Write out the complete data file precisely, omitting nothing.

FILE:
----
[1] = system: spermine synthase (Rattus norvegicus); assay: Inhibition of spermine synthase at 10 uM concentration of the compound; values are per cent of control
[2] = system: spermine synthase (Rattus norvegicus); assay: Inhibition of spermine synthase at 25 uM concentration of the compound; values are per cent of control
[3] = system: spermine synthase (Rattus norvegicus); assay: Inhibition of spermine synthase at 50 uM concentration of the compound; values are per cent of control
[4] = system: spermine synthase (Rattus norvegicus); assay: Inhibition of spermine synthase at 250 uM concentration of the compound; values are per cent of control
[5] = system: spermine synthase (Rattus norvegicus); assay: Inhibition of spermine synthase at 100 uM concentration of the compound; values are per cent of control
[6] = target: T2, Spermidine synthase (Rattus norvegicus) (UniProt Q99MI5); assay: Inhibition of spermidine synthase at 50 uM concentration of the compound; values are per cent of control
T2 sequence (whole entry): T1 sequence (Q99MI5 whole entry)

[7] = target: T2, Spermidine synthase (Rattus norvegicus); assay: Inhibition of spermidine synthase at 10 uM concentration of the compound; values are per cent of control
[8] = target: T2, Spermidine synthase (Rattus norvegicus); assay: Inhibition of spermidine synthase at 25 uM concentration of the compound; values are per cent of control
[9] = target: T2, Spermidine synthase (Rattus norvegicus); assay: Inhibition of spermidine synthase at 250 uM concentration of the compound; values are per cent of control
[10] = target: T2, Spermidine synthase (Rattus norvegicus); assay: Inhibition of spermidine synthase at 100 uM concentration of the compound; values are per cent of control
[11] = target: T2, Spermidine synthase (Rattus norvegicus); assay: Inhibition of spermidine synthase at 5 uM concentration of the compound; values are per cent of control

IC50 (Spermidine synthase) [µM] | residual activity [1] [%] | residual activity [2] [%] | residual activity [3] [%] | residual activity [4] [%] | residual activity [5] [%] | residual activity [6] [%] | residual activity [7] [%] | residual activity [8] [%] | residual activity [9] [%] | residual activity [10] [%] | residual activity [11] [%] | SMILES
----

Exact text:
[1] = system: spermine synthase (Rattus norvegicus); assay: Inhibition of spermine synthase at 10 uM concentration of the compound; values are per cent of control
[2] = system: spermine synthase (Rattus norvegicus); assay: Inhibition of spermine synthase at 25 uM concentration of the compound; values are per cent of control
[3] = system: spermine synthase (Rattus norvegicus); assay: Inhibition of spermine synthase at 50 uM concentration of the compound; values are per cent of control
[4] = system: spermine synthase (Rattus norvegicus); assay: Inhibition of spermine synthase at 250 uM concentration of the compound; values are per cent of control
[5] = system: spermine synthase (Rattus norvegicus); assay: Inhibition of spermine synthase at 100 uM concentration of the compound; values are per cent of control
[6] = target: T2, Spermidine synthase (Rattus norvegicus) (UniProt Q99MI5); assay: Inhibition of spermidine synthase at 50 uM concentration of the compound; values are per cent of control
T2 sequence (whole entry): T1 sequence (Q99MI5 whole entry)

[7] = target: T2, Spermidine synthase (Rattus norvegicus); assay: Inhibition of spermidine synthase at 10 uM concentration of the compound; values are per cent of control
[8] = target: T2, Spermidine synthase (Rattus norvegicus); assay: Inhibition of spermidine synthase at 25 uM concentration of the compound; values are per cent of control
[9] = target: T2, Spermidine synthase (Rattus norvegicus); assay: Inhibition of spermidine synthase at 250 uM concentration of the compound; values are per cent of control
[10] = target: T2, Spermidine synthase (Rattus norvegicus); assay: Inhibition of spermidine synthase at 100 uM concentration of the compound; values are per cent of control
[11] = target: T2, Spermidine synthase (Rattus norvegicus); assay: Inhibition of spermidine synthase at 5 uM concentration of the compound; values are per cent of control

IC50 (Spermidine synthase) [µM] | residual activity [1] [%] | residual activity [2] [%] | residual activity [3] [%] | residual activity [4] [%] | residual activity [5] [%] | residual activity [6] [%] | residual activity [7] [%] | residual activity [8] [%] | residual activity [9] [%] | residual activity [10] [%] | residual activity [11] [%] | SMILES